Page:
Braves outfielder Ronald Acuna Jr. dazzled us from the moment he stepped onto a Major League diamond last April. Are 20-year-olds supposed to be this good? This polished?Acuna became the face of the Braves in a magical turnaround season and was honored with the Jackie Robinson National League Rookie of
Braves outfielder Ronald Acuna Jr. dazzled us from the moment he stepped onto a Major League diamond last April. Are 20-year-olds supposed to be this good? This polished?
Acuna became the face of the Braves in a magical turnaround season and was honored with the Jackie Robinson National League Rookie of the Year Award on Monday. He received 27 of 30 first-place votes, with Nationals outfielder Juan Soto finishing second and Dodgers righty Walker Buehler third.
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:: NL Rookie of the Year voting totals ::
The three of them are part of a tidal wave of youth sweeping through Major League Baseball, changing it -- and making it better -- almost by the day.
Meanwhile, Angels two-way phenom Shohei Ohtani won the American League Rookie of the Year Award after a season in which he did something -- pitching and hitting on a regular basis -- no player had done in 99 years.
Ohtani also won easily, receiving 25 of 30 first-place votes, with a pair of Yankees -- third baseman Miguel Andujar and second baseman Gleyber Torres -- finishing second and third.
Because Ohtani tore a ligament in his right elbow and was limited to 10 pitching starts, he will not pitch again until 2020, so his 2018 season served to tease us about what the 24-year-old is capable of.
"Putting numbers aside, I don't want to talk numbers, I was disappointed I was not able to play full season," Ohtani said. "Elite players should be able to play a full season and help the team win. That's one of my goals."
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Despite the injury, he joined Babe Ruth (1919) as the only other player with at least 10 pitching appearances and 20 homers in a single season.
"I'm really honored to win this award in my first season in the States," he said. "It's my first year, and I think I have a lot of years ahead of me better than this one. I want to keep the focus on the future."
Ohtani is the fourth Japanese-born player to win Rookie of the Year honors, joining Seattle's Kazuhiro Sasaki (2000) and Ichiro Suzuki (2001) in the AL and Hideo Nomo of the Dodgers in the NL (1995).
:: AL Rookie of the Year voting totals ::
To have one's name in a conversation with Babe Ruth is one of the ultimate compliments a player can receive, and Ohtani took it in stride, saying, "I'm really honored to win this award against the high level of competition in Major League Baseball. I'm really proud of it."
On Opening Day, Ohtani was attempting to do something no player had done since Ruth's 1919 season -- be a starting pitcher and a full-time hitter.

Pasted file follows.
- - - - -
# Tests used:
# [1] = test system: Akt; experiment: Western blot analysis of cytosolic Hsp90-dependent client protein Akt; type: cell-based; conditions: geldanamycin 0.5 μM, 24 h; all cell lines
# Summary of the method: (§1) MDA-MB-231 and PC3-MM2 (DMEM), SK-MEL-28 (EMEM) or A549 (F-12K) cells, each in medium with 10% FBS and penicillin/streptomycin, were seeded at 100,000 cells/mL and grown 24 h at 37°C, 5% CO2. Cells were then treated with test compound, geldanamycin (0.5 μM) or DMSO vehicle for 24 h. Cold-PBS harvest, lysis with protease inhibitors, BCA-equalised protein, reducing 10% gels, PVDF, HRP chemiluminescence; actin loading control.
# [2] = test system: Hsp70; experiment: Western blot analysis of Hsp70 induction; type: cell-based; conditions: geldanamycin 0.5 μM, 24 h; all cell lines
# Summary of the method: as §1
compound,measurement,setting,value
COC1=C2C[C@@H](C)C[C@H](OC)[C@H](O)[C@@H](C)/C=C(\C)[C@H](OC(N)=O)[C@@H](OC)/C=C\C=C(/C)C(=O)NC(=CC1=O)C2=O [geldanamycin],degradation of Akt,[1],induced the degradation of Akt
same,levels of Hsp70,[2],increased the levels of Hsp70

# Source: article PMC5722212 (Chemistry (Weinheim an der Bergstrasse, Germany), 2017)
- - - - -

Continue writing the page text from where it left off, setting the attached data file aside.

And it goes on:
Ohtani needed only a few weeks to show that he had a skill set to do both. Until a torn ligament was discovered in his right elbow, he'd had one of the most remarkable seasons in history. He's the first player to hit at least 20 home runs and record 50 strikeouts as a pitcher in the same season.
He'd gone 4-1 with a 3.10 ERA and 11.6 strikeouts per nine innings through May 19 when he began to experience elbow issues. In that same stretch, Ohtani was hitting .321 with six home runs and a .986 OPS in 24 games (21 starts) as the Angels' designated hitter.
Ohtani pitched in just three more games after that, and he did not hit for most of June. But he returned for the final three months to DH and continued to be productive, finishing with 22 home runs, 21 doubles and a .925 OPS in 104 games.
"I never had any doubts coming over here," Ohtani said. "I feel like I was able to fight through [the injury], and to end up with an award like this is an honor."
Ohtani and Acuna were the only MLB rookies with at least 20 home runs and 10 stolen bases in 2018.
"I'm just flattered. I'm so honored to receive this award," Acuna said. "My career is just beginning. There are just so many things I need to do to become a better player. I like to take in all the advice from other people to improve every year, to become a better person and a better player."
Acuna's rookie season was magical from the start. He'd had an electrifying Spring Training and was MLB Pipeline's No. 2 prospect when he made his debut for the Braves on April 25.
He proceeded to fulfill every bit of promise by helping Atlanta improve by 18 games and make the playoffs for the first time since 2013. Acuna homered in his second big league game and went on to lead the Braves with 26 home runs and a .917 OPS in 111 games. He's one of five players in history to hit 26 home runs before his 21st birthday and the 10th to have at least 25 homers and 15 steals during his rookie season.
Acuna's 55 extra-base hits in his first 100 games were the sixth-most in history on a list that includes Joe DiMaggio, the all-time leader at 69.
Acuna's most impressive stretch came after the All-Star break, when Braves manager Brian Snitker moved him to the top of the batting order. Acuna hit 19 home runs in the final 68 games of the season had the NL's third-highest OPS, at 1.028.
His 3.4 WAR after the All-Star break was the second-highest in the NL, trailing only Brewers NL MVP candidate Christian Yelich's 5.4. In addition, Acuna's 171 Weighted Runs Created Plus after the break ranked third in the NL.
Richard Justice has been a reporter for MLB.com since 2011. Read his columns, listen to his podcast and follow him on Twitter at @RichardJustice.